Stanford Heart-Lung Transplant: Steve Rasmussen's story

Author: Stanford Health Care

I've been going to Stanford Hospital, for my whole life as a CF patient, cystic fibrosis. After four, or five, or six hospitalizations, you start realizing that you just can't get on top of it. When he was very, very sick, one of the nurses at Stanford took me out to lunch, and she asked me, "Renee, do you know that Steve's dying? That he's not gonna make it through this week?" I was twenty-eight years old, been in the hospital for thirty days that time, in a wheelchair, fulltime oxygen. It was tough times for us. One day the doc came into my room and asked if I was interested in a heart and lung transplant. And, we didn't even understand what the heart component was. The heart/lung procedure was the most common procedure done for cystic fibrosis at the time Mr.

Rasmussen was transplanted. In the early years, the heart-lung transplant was the only way we had to actually do that operation. In 1981, we performed the first combined heart and lung transplant here at Stanford. The idea of doing a single lung transplant, or two lungs independently, took about three to four years to develop and perfect before it was possible on its own. It was the next morning that we got a phone call that, that they said they had a heart and lung for Steve. We understood that the lungs and the heart had to go as a block together to make it quick, more efficient. So, that wasn't a surprise, but the issue of me giving my heart to another person, didn't come out until probably an hour before the actual surgery.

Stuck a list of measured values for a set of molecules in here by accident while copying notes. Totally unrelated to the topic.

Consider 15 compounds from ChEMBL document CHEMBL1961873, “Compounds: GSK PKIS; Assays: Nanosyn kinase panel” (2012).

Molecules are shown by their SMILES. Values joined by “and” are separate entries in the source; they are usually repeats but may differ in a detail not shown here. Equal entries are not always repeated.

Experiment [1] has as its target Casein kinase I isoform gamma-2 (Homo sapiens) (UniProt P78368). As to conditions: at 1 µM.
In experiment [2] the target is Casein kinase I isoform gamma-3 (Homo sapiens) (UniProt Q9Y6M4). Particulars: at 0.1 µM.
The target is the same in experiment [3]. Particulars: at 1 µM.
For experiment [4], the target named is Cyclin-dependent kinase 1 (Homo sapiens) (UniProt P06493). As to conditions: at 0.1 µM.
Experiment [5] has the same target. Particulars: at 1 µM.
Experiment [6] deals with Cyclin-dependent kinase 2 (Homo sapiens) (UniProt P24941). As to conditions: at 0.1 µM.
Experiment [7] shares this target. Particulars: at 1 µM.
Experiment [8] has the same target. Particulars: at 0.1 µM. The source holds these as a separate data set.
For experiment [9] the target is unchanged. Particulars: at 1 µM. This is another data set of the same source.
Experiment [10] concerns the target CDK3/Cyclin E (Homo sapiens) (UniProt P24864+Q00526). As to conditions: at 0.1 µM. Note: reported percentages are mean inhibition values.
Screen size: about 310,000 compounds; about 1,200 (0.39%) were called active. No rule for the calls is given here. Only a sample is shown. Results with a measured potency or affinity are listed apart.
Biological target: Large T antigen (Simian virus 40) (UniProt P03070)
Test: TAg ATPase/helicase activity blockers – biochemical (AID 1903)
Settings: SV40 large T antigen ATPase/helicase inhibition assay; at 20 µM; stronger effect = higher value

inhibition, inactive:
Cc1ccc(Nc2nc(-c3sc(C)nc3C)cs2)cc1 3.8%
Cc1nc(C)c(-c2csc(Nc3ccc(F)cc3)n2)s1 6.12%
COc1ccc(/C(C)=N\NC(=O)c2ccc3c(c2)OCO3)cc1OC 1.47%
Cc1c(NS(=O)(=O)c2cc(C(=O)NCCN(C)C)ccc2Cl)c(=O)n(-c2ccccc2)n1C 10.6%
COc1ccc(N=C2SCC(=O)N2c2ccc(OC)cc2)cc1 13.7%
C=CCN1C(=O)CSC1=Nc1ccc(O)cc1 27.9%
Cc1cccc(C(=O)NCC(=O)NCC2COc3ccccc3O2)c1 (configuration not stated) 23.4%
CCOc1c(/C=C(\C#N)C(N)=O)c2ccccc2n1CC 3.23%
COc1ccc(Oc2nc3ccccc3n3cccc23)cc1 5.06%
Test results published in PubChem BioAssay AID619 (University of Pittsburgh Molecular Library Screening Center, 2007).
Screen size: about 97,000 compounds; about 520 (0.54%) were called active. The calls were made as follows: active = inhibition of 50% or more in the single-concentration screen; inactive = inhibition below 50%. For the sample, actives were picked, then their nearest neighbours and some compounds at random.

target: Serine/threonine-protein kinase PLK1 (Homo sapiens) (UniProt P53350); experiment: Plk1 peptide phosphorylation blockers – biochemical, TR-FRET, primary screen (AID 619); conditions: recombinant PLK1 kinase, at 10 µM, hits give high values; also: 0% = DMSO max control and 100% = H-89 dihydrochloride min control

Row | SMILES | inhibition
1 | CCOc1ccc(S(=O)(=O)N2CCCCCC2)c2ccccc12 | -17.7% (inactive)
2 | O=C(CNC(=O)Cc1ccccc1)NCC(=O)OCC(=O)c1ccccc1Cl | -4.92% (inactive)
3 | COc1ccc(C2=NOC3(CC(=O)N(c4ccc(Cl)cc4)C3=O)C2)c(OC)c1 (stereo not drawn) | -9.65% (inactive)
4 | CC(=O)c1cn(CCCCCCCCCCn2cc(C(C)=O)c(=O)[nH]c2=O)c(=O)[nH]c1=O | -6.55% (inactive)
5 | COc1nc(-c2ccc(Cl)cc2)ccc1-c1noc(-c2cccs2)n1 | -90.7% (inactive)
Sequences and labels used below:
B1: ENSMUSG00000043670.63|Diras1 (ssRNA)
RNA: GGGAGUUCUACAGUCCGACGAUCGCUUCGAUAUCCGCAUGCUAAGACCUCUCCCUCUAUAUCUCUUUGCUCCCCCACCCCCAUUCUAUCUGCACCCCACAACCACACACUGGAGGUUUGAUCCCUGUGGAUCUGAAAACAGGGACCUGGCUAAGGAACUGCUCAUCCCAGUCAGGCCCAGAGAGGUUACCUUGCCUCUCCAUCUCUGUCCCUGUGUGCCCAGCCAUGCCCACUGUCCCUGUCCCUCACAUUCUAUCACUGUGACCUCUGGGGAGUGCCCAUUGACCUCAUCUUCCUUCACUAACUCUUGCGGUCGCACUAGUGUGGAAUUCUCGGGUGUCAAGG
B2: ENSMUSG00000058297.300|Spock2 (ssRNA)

It was like "Of course, that's great." Getting home after the heart and lung transplant I was a new man. I could breathe huge breaths without coughing. And that's never been that way in my life that I could remember. It was unbelievable. When they first did the transplant, they told Steve -- the life expectancy was five years. But after he came out of the transplant, he was so healthy, and our lives were amazing. We did everything.

We went skiing. We lived like a normal family. So when those five years came, it wasn't like, "Oh, it's been five years." Steve was so healthy. The very long survivors are a very fascinating group. Mr. Rasmussen and other handful of long term survivors, just seem to have no rejection whatsoever.

Stanford Heart-Lung Transplant: Steve Rasmussen's story

So, there's some differences in the immune system of these recipients, or something about the combination between recipient donor that determine which pathway they're going to be in. The patients that survive a long time after lung transplants seem to have some similar characteristics. One of them is a strict adherence to their medical regimen and exercise regimen. There's been a lot of improvements that, I think, have helped the viability of the organs after we transplant them. And then the post-operative regimen, I think, is also changed quite a bit. Life goes every day and I forget. And as the years go on, we're like, "Wow, it's another year." Every anniversary is huge.

We just live every day. And then, something happens again and it's cancer, it's surgery, it's chemo, and then he comes out of it again. It didn't matter what statistics said. It mattered that, that we would never give up that we're gonna grow old together, and go together, because we do everything together.

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